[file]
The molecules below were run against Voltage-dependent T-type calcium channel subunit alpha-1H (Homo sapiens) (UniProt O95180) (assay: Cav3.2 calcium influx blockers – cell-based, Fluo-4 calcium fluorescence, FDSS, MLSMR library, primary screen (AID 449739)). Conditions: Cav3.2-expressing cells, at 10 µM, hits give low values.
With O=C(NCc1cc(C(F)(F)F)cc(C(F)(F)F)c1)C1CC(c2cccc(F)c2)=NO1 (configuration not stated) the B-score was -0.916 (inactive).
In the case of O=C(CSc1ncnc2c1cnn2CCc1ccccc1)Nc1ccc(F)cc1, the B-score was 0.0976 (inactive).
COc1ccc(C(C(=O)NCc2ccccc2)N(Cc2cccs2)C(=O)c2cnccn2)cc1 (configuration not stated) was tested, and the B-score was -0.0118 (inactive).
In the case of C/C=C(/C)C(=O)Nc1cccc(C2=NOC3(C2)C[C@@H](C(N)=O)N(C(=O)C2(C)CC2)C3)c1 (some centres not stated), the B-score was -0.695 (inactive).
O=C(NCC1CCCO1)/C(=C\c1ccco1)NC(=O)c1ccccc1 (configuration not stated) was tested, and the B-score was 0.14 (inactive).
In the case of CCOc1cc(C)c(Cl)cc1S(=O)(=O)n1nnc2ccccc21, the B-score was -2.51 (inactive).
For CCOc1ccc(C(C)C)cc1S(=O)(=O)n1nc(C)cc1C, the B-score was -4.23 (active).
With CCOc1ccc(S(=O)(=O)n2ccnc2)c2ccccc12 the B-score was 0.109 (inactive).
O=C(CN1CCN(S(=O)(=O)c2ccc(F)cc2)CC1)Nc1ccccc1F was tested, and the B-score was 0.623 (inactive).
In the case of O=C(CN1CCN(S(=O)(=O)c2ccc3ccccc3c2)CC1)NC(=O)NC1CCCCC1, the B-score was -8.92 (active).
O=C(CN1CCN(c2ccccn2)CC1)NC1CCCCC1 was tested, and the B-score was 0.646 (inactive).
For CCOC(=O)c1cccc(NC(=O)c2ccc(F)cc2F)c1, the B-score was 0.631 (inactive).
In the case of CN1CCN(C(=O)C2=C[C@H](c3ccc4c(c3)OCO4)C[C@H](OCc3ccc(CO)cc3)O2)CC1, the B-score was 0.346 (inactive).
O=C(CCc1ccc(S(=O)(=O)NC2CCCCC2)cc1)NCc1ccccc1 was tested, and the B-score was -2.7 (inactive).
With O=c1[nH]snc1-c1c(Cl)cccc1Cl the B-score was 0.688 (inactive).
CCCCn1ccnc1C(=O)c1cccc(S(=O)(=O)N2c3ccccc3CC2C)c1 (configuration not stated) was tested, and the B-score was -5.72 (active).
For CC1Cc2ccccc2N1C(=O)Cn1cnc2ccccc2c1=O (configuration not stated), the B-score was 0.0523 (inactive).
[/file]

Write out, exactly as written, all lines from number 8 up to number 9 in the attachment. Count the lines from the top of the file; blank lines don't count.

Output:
For CCOc1ccc(C(C)C)cc1S(=O)(=O)n1nc(C)cc1C, the B-score was -4.23 (active).
With CCOc1ccc(S(=O)(=O)n2ccnc2)c2ccccc12 the B-score was 0.109 (inactive).